Robots in Industrial Automation

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As manufacturing assembly has grown increasingly complex, the need for new and expanded capabilities, particularly in automated assembly systems, has become evident. As components get smaller, as in micro-manufacturing, it is required that greater precision, more flexibility and higher throughput are achieved. Manual assembly no longer suffices for a great many of manufacturing's current requirements.

Functions formerly performed by humans, especially difficult, dangerous, monotonous, or tedious tasks, are now often assumed by robots or other mechanical devices that can be operated by humans or computers. Robots can take the place of humans in extreme settings or life threatening situations involving nuclear contaminants, corrosive chemicals, or poisonous fumes.

While the automotive industry is the largest market for robot manufacturers, other industries are increasing their use of robotics. According to reports from the Robotics Industries Association, industries such as semiconductors and electronics, metals, plastics and rubber, food and consumer goods, life sciences and pharmaceuticals, and aerospace are all finding ways that their services can be enhanced and improved through robotics.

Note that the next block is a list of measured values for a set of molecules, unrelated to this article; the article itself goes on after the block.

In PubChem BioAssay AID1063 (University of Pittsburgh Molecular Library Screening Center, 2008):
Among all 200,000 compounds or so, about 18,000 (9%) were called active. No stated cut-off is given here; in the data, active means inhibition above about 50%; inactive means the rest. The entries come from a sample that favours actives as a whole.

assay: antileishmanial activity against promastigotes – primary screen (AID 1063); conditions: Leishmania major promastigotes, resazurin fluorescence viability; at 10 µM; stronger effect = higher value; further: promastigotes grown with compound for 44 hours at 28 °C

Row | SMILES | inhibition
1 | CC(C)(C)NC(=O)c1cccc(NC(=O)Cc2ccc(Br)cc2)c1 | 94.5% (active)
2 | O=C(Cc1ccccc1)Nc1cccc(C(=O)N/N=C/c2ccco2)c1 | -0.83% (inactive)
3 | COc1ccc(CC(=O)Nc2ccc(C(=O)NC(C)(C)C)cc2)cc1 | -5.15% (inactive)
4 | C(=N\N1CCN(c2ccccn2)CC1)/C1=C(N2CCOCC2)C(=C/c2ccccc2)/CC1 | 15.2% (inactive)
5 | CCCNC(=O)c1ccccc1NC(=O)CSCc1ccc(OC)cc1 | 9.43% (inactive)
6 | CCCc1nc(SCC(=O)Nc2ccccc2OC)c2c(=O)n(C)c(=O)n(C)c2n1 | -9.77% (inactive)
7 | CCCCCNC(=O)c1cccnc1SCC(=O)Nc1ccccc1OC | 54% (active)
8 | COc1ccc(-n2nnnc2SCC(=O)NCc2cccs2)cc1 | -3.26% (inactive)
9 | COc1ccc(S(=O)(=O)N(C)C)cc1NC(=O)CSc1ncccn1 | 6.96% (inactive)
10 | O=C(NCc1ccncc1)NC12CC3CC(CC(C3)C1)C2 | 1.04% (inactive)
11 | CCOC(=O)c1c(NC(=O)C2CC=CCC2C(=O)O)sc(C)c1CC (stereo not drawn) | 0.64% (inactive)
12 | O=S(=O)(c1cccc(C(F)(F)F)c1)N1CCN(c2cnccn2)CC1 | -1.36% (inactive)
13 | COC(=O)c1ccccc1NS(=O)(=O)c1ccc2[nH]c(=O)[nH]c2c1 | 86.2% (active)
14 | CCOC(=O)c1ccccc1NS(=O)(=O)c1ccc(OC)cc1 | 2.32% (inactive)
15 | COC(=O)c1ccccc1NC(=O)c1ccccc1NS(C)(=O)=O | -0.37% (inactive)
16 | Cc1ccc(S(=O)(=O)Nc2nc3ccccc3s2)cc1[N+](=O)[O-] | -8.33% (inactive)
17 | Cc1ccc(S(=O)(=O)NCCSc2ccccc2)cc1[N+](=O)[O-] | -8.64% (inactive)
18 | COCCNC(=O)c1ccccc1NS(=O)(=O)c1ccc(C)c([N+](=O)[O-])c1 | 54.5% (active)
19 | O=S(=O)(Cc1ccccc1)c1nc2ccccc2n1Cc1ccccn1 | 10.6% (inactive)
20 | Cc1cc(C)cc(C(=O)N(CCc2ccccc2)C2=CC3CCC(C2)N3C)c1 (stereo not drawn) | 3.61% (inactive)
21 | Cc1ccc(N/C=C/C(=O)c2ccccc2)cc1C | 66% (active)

Some of these manufacturers are also improving the quality of their products by using robots with powerful machine-vision inspection equipment or by linking their robots to statistical process control systems. Robot fixtures can move quickly and fluidly without sacrificing accuracy. Servo-driven positioners can be programmed to handle more than one model on the same line, something especially important to lean organizations. T

his programmability also allows its users to set up the systems again and again for different applications. In most cases, converting robots from one application to another can be completed with minimal downtime, requiring only programming changes. Benefits include reduced capital expenses (you don't have to buy new fixtures for new applications), floor space requirements, lead-time, component expenses, and training investment.

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